A corporation, like any organization of people, has civic responsibilities in terms of legal and ethical conduct. Monsanto, the worldwide agrichemical business, is the subject of much legal controversy. Considering the enormous impact of their perception as it is conveyed en masse, one ought to also venture a conjecture: What if the company is not only not malevolent, but is in fact comprised in the main, of people with moderate to strong ethics, motivated by a vision of bettering mankind. This cannot be explored without considering the actions that motivate the ranks from the vast array of Environmental and Social Justice groups who so vociferously oppose them.
While they often win against their opponents, there are some significant lawsuits against the company which are contested hotly by both sides. The largest areas of lawsuits have to do with pesticides, particularly Roundup and the chemical PCB or Polychlorinated biphenyls. In the summer and fall of 2015 a number of lawsuits were filed against Monsanto accusing them that one of the main ingredients, glyphosate, in their herbicide, Roundup, has been linked to several types of cancer. These types of cancer included non-Hodgkin Lymphomas (NLH) and Leukemia. The suits were precipitated by the World Health Organization’s 2015 classification of glyphosate as a class 2A probable carcinogen for humans. A Colorado based law firm is putting together a case for 50 people; similar cases have been brought in New York, California and Delaware. In these cases, individuals with cancer are suing for damages, claiming their cancer was caused by Roundup, that there was no clear warning of the products carcinogenic potential and t...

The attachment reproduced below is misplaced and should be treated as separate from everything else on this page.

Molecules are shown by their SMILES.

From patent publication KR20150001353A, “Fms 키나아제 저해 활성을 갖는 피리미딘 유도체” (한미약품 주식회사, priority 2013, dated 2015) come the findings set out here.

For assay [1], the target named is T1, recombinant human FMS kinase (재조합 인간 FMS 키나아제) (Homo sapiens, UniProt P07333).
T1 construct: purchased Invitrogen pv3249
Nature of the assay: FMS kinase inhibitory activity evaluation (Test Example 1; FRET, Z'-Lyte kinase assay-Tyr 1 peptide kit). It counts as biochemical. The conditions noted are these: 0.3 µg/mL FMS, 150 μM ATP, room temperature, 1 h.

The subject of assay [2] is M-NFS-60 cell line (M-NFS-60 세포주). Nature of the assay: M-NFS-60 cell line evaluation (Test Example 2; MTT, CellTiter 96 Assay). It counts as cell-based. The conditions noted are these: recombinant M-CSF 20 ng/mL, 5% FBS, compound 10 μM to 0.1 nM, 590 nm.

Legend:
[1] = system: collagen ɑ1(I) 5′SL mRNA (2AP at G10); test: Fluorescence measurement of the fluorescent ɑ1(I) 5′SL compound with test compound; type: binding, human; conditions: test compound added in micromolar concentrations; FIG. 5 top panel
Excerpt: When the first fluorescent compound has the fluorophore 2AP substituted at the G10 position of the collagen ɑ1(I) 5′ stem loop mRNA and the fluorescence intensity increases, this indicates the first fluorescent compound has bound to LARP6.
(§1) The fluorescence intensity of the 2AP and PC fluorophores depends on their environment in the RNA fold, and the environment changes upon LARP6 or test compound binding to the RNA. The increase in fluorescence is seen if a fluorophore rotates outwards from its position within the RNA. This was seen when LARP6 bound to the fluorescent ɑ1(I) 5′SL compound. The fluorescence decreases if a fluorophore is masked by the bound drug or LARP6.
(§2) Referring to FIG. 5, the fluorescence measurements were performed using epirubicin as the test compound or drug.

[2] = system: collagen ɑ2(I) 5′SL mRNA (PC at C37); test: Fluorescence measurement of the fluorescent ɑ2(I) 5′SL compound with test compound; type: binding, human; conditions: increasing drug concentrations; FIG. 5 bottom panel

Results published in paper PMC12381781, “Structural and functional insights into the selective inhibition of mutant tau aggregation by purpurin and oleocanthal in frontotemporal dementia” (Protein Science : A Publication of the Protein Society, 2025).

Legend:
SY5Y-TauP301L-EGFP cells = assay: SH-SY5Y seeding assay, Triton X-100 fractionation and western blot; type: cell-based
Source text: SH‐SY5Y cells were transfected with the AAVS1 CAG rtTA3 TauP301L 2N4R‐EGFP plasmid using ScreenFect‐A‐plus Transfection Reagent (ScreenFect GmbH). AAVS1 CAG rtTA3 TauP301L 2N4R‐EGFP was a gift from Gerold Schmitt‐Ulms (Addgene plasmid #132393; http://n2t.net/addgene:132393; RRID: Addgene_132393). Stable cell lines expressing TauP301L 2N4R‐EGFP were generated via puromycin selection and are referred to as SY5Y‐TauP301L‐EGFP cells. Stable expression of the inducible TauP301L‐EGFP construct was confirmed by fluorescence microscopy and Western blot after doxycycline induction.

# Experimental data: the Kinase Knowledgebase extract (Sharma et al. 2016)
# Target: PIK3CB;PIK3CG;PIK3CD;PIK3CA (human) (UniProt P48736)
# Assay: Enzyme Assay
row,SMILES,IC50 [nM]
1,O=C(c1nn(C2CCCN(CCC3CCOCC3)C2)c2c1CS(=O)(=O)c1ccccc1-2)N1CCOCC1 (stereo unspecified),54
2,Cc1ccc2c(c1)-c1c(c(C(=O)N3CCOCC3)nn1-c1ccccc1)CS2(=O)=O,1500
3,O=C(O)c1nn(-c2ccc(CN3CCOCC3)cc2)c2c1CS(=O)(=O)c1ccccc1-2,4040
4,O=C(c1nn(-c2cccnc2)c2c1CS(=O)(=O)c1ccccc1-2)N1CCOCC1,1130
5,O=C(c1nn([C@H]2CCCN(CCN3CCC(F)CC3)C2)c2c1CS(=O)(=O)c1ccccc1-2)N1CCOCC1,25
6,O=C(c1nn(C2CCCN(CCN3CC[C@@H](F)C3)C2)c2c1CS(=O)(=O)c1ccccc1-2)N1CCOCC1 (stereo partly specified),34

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Monsanto’s very name has at this point come to be loaded a very clear set of preconceived notions in the vast majority of the Western Public Discourse, and the positions are stated essentially as “fact” in much of that discourse. The students wanted to take a few of the most “controversial” issues around the company, and argue them from the perspective of both their virtue and of their opponents. In terms of their virtue, the students will consider both commercial virtue, and virtue as something with clear benefit to mankind. Monsanto is considered the Halliburton of agriculture, and as such, is a powerful cipher on the state of the culture and the public discourse that feeds and feeds off it. Since this is widely presented in media and academia as axiomatic, the students posed the question: Who defines axioms, and who does it serve?
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